Living a few months in Rome has been one of the best ideas I’ve had in the last few years.
I have learnt so much that I’d like to share with you what I’ve seen & felt through my senses & of course, books.
I’d like to start from the well-known Coliseum, I already told you about my visit to its insides. In this ocasion I passed near it many times to admire it, it’s so beautiful. One of the coolest moments was at twilight, with that blue light I love so much.
From the big boy, walking towards Piazza Venezia, I passed near the Roman Forum, one of my favourite places. In the street there’s a balcony where to admire it from a higher plane. Some ruins are below modern Rome, that’s why every time they dig a hole one appears.
I imagine my loved Scipione, whom I will tell you about at the end of the post, strolling its streets & visiting its temples.
Opposite the Forum there’s the Trajan Market, the first shopping mall in history. It was covered, with its little shops, I can imagine it.
Next to this well preserved semicircle there’s the remains of the Trajan Forum, a great Roman emperor, who guess what was originally Spanish.
Right there it raises the majestic Trajan Column, decorated with all its battles, which base houses its ashes & crowned a posteriori with the statue of Saint Peter by Pope Sixto V.
Besides some churches, in front to the column you’ll see the monument to Vittorio Emanuele II & the unknown soldier, it’s majestic but personally I don’t like it, you can see it from many places of Rome.
The best thing it has are the views from its terraces. You can go up to the top one for 10 euros, or stay on the lower one for free where they are also beautiful. The market looks impressive from up here.
Following the same street, you’ll find two flights of steps, one leads to a church, the other to the Musei Capitolini, which consist of three buildings, with two alleys between them. If you take the left one you’ll see a balcony with nice views of the Forum.
But I prefer the views from the right handside balcony, every time I pass near by I come up to see them, I love them, whether it’s sunny, raining, cloudy or at night. Don’t leave Rome without having spent a while there contemplating the magnificent Imperial Forum.
I also loved the visit to the museum, I totally recommend it. I bought the ticket together with another museum, it worked out cheaper & I avoided the queues. Because if Rome is full of fountains, ruins & churches, it is also filled with visitors. Its tourism is historical, cultural, archeological, gastronomic & religious, amongst others. It’s infinite & I believe we’d need two lives to fully see it.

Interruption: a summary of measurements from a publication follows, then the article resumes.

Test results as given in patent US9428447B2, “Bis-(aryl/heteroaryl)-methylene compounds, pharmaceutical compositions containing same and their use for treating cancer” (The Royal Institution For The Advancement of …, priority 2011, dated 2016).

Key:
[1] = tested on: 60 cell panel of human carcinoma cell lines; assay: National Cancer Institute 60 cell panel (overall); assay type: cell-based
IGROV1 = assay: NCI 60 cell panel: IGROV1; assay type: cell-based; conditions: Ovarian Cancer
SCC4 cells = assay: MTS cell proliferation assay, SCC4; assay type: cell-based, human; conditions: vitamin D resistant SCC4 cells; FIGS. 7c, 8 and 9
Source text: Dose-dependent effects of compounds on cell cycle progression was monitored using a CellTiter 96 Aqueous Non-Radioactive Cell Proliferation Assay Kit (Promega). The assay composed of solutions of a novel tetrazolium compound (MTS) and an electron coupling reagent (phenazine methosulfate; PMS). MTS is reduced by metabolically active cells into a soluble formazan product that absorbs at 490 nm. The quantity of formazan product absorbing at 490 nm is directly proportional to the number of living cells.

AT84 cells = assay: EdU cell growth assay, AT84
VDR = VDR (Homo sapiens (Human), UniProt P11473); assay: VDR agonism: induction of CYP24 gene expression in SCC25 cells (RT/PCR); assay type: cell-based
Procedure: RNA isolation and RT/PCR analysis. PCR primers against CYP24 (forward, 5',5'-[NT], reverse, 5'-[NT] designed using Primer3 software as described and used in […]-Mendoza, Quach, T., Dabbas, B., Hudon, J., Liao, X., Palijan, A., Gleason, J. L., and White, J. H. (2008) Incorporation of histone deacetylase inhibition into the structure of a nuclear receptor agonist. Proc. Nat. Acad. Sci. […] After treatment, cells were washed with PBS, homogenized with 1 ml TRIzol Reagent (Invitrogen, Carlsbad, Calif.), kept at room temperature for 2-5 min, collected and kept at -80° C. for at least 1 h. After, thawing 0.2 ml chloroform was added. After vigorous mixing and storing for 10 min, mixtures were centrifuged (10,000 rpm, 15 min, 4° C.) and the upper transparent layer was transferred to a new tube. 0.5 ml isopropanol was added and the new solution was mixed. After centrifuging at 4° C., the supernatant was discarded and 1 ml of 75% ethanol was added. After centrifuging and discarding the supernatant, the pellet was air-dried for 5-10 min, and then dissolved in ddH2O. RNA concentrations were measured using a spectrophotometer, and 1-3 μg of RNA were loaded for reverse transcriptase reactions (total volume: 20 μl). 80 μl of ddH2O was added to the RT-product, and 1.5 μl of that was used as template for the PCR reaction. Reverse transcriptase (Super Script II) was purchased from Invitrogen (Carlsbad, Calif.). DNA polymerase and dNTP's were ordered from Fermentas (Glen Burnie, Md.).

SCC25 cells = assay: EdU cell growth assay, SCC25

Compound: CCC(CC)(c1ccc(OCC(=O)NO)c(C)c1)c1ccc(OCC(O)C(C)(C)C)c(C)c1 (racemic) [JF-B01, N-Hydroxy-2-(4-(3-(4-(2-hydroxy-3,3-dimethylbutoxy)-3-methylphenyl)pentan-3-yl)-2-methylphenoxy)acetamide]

The museum houses fabulous & colossal statues like the head of Constantine II, or Marco Aurelio’s one on his horse.
Many statues, collections of coins, jewels & paintings live in a stunning palazzo.
In its ground floor you’ll find walls that were part of the Forum as well as another balcony with more beautiful views of it. You can’t miss its roof terrace-café, it’s one of the magnificent lookouts of Rome.
A few meters away there’s the Teatro di Marcello, a circular structure which will remind you to the Coliseum.
To its left there’re the ruins of three pagan temples, on them they built the Basilica San Nicola in Carcere.
I loved this visit, if you enter the church you’ll be able to visit its entrails & find ruins of the temples, bones, columns… it was so exciting, I love getting lost in the inside of this city.
Next to the city there’re three big columns & a way which will lead you to Portico d’Ottavia.
This fabulous gate, used to be a library, is the entrance of the Jewish ghetto I told you about.
It leads to the main street where many of its restaurants are, like Giggetto, ideal to go for dinner. I love this neighbourhood, it’s the little jewel of Rome.
In it we also find a fountain decorated by our friend Bernini. Its mark is in the whole city, in this case in the shape of four turtles, which live now in a museum as one was stolen, the actual ones are replicas.
I promised to talk about Scipione, protagonist of the the trilogy by Santiago Posterguillo. “Africanus, the son of the Consul” the first one narrates how the great Carthaginian general Hannibal, after the deaths of his father swears he’ll destroy Rome. With that goal he attacks Hispania. In Rome there’re the consul Publio C. Scipione & his brother Cneo, who will fight against him trying to stop him reaching the italic peninsula, as well as try to preserve their seat in the Senate, where they have a very clever enemy.
During this first part we’ll meet Africanus, son of Publio & nephew of Cneo. Witness how he gets instructed & trained to go in to battle & politics.
Scipione’s story is linked to Hannibal’s. Whilst I was reading this great & entertaining narrative, pure history in the form of a novel, I learnt so much about Rome & the characters described in it, I thought it was ideal book to read during my Roman adventure.